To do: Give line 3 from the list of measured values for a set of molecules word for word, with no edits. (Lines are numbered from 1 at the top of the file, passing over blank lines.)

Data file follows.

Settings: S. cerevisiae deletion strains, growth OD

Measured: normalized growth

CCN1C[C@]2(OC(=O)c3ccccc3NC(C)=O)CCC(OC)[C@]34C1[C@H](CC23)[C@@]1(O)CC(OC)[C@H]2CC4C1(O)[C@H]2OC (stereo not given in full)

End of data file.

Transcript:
CCN1C[C@]2(OC(=O)c3ccccc3NC(C)=O)CCC(OC)[C@]34C1[C@H](CC23)[C@@]1(O)CC(OC)[C@H]2CC4C1(O)[C@H]2OC (stereo not given in full)